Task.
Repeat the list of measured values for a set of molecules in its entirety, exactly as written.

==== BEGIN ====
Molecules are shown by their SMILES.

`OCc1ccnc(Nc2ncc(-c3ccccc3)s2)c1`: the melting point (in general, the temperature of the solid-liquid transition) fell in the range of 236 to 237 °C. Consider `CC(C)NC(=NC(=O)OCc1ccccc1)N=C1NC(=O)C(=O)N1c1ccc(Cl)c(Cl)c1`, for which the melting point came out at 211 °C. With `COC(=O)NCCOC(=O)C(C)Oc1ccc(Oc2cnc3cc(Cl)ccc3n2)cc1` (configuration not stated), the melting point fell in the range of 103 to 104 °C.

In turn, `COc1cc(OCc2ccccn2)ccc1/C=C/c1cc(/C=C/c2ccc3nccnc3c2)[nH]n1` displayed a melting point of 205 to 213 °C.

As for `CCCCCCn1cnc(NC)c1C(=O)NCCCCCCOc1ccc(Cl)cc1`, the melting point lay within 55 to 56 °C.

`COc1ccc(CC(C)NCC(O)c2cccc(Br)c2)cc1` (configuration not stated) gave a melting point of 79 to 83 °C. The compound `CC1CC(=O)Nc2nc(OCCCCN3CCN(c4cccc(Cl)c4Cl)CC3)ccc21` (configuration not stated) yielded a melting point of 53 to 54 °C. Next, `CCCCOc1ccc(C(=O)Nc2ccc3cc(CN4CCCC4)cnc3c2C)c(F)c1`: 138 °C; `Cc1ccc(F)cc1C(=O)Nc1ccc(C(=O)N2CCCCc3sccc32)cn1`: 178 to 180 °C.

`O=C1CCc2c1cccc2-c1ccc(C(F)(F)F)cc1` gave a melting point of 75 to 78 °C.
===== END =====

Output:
Molecules are shown by their SMILES.

`OCc1ccnc(Nc2ncc(-c3ccccc3)s2)c1`: the melting point (in general, the temperature of the solid-liquid transition) fell in the range of 236 to 237 °C. Consider `CC(C)NC(=NC(=O)OCc1ccccc1)N=C1NC(=O)C(=O)N1c1ccc(Cl)c(Cl)c1`, for which the melting point came out at 211 °C. With `COC(=O)NCCOC(=O)C(C)Oc1ccc(Oc2cnc3cc(Cl)ccc3n2)cc1` (configuration not stated), the melting point fell in the range of 103 to 104 °C.

In turn, `COc1cc(OCc2ccccn2)ccc1/C=C/c1cc(/C=C/c2ccc3nccnc3c2)[nH]n1` displayed a melting point of 205 to 213 °C.

As for `CCCCCCn1cnc(NC)c1C(=O)NCCCCCCOc1ccc(Cl)cc1`, the melting point lay within 55 to 56 °C.

`COc1ccc(CC(C)NCC(O)c2cccc(Br)c2)cc1` (configuration not stated) gave a melting point of 79 to 83 °C. The compound `CC1CC(=O)Nc2nc(OCCCCN3CCN(c4cccc(Cl)c4Cl)CC3)ccc21` (configuration not stated) yielded a melting point of 53 to 54 °C. Next, `CCCCOc1ccc(C(=O)Nc2ccc3cc(CN4CCCC4)cnc3c2C)c(F)c1`: 138 °C; `Cc1ccc(F)cc1C(=O)Nc1ccc(C(=O)N2CCCCc3sccc32)cn1`: 178 to 180 °C.

`O=C1CCc2c1cccc2-c1ccc(C(F)(F)F)cc1` gave a melting point of 75 to 78 °C.